Batcher’s “merge exchange” sorting network, discussed in a previous pearl (Hinze & Martin, 2016), remains one of the best practical algorithms for oblivious sorting, even almost half a century after its inception. So it is surprising that an algorithm with exactly the same level of performance, devised two decades later by Parberry (1992), has been relatively overlooked. Perhaps a reason for its lack of celebrity is that Parberry’s design is not immediately recognizable, whereas the Batcher method has a familiar ring, as a hardwired implementation of merge sort. Here we hope to rectify this imbalance by unravelling Parberry’s algorithm and uncoupling its close relationship to Batcher’s. Interestingly, Parberry derives his network using the zero-one principle (Knuth, 1998). We abandon this traditional method, in favour of a feature of comparison networks that we consider to be more fundamental: monotonicity. We shall see that this property, used before to demystify Batcher’s merger (Hinze & Martin, 2016), also helps to shed some light on Parberry’s design. To keep the pearl reasonably self-contained we start with a quick recap of the notation and Batcher’s construction.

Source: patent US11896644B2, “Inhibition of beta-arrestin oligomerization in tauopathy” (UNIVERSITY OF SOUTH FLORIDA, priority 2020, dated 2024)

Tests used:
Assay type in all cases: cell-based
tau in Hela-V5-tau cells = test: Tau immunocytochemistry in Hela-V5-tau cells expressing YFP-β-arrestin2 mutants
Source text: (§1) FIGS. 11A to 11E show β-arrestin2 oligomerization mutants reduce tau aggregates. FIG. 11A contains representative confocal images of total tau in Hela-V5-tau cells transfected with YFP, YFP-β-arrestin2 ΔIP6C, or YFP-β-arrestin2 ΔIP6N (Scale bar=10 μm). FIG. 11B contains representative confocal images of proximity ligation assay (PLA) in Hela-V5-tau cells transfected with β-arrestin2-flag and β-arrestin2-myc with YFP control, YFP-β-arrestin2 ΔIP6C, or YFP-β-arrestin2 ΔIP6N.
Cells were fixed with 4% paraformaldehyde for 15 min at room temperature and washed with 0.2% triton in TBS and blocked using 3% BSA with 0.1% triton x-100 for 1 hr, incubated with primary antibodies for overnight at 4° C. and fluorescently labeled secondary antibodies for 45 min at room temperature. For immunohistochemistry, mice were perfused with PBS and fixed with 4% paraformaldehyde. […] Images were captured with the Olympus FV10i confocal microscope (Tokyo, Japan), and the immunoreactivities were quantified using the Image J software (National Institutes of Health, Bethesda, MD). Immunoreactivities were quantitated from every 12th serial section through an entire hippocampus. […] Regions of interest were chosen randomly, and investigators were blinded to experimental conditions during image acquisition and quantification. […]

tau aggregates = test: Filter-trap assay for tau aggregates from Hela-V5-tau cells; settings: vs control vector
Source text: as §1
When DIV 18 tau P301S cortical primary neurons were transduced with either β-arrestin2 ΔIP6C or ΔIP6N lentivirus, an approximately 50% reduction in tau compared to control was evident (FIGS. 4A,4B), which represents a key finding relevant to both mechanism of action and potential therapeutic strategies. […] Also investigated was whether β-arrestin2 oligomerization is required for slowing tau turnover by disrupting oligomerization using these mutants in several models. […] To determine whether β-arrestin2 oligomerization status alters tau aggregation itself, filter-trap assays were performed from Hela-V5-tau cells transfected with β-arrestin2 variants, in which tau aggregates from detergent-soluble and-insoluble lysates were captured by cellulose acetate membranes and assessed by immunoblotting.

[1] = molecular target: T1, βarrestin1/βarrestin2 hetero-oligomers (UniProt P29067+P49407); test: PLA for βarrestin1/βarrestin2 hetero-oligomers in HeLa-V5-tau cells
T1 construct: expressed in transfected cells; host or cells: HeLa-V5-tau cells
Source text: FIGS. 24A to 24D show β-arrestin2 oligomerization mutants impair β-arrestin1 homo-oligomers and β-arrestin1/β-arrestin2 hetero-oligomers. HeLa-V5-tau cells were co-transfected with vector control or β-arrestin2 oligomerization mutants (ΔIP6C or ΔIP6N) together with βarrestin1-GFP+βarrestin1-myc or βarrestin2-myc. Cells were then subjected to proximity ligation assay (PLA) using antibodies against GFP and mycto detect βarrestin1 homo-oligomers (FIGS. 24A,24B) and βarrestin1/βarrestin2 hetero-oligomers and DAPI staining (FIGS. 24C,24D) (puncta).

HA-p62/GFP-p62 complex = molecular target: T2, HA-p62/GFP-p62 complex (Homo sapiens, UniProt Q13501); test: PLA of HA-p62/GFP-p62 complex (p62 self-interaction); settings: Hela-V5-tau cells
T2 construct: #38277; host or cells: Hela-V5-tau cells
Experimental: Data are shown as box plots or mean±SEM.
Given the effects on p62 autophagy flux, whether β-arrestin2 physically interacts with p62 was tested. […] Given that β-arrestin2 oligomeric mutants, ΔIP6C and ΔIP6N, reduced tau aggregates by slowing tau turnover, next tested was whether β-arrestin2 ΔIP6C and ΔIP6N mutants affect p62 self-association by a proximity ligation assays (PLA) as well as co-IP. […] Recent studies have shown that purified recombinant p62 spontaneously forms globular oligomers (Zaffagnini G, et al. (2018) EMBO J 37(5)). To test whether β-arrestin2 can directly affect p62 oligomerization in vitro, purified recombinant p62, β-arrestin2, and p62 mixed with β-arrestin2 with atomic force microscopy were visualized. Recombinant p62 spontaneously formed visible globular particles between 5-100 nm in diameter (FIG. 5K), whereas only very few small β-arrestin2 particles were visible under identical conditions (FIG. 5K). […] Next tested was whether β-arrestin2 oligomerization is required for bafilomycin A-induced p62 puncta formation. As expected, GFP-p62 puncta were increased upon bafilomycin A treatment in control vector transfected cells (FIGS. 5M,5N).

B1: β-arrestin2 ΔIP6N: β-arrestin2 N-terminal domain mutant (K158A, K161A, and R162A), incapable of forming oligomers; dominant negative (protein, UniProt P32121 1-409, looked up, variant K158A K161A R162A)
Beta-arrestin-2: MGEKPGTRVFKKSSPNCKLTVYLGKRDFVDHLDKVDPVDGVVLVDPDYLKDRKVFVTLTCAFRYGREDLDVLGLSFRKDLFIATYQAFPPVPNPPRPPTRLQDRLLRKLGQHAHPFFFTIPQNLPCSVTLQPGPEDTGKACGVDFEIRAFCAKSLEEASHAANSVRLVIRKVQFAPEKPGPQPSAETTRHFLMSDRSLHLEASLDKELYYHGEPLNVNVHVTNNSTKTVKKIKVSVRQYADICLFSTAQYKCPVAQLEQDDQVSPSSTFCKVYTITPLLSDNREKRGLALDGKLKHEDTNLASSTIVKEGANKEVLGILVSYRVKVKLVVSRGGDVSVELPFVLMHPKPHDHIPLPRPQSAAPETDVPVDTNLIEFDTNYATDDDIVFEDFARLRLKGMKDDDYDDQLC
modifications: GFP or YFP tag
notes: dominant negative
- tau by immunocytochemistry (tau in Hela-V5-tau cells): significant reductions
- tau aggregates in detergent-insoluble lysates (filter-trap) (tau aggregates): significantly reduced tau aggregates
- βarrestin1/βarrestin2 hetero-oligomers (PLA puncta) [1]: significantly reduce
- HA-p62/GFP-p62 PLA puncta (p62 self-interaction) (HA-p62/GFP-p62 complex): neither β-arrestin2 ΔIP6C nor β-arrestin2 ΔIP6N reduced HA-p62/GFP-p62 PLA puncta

Hinze, RalfMartin, Clare
Faculty of Technology, Design and Environment\School of Engineering, Computing and Mathematics
Year of publication: 2018Date of RADAR deposit: 2018-10-05
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